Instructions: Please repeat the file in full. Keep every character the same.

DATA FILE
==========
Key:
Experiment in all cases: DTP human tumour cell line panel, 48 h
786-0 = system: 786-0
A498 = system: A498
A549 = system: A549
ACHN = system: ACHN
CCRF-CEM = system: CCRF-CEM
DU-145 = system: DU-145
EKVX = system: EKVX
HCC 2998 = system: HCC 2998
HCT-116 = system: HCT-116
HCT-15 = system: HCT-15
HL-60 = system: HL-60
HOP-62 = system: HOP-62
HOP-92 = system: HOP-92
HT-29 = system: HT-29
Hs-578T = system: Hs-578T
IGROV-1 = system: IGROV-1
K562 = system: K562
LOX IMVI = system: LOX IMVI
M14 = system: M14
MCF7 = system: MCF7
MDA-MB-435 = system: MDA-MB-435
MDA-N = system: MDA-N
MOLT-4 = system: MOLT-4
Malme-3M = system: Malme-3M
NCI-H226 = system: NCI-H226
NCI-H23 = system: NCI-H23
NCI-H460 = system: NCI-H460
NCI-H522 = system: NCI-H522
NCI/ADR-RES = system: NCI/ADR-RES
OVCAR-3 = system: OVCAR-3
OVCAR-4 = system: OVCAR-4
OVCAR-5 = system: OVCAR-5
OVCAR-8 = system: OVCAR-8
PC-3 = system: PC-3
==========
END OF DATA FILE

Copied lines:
Key:
Experiment in all cases: DTP human tumour cell line panel, 48 h
786-0 = system: 786-0
A498 = system: A498
A549 = system: A549
ACHN = system: ACHN
CCRF-CEM = system: CCRF-CEM
DU-145 = system: DU-145
EKVX = system: EKVX
HCC 2998 = system: HCC 2998
HCT-116 = system: HCT-116
HCT-15 = system: HCT-15
HL-60 = system: HL-60
HOP-62 = system: HOP-62
HOP-92 = system: HOP-92
HT-29 = system: HT-29
Hs-578T = system: Hs-578T
IGROV-1 = system: IGROV-1
K562 = system: K562
LOX IMVI = system: LOX IMVI
M14 = system: M14
MCF7 = system: MCF7
MDA-MB-435 = system: MDA-MB-435
MDA-N = system: MDA-N
MOLT-4 = system: MOLT-4
Malme-3M = system: Malme-3M
NCI-H226 = system: NCI-H226
NCI-H23 = system: NCI-H23
NCI-H460 = system: NCI-H460
NCI-H522 = system: NCI-H522
NCI/ADR-RES = system: NCI/ADR-RES
OVCAR-3 = system: OVCAR-3
OVCAR-4 = system: OVCAR-4
OVCAR-5 = system: OVCAR-5
OVCAR-8 = system: OVCAR-8
PC-3 = system: PC-3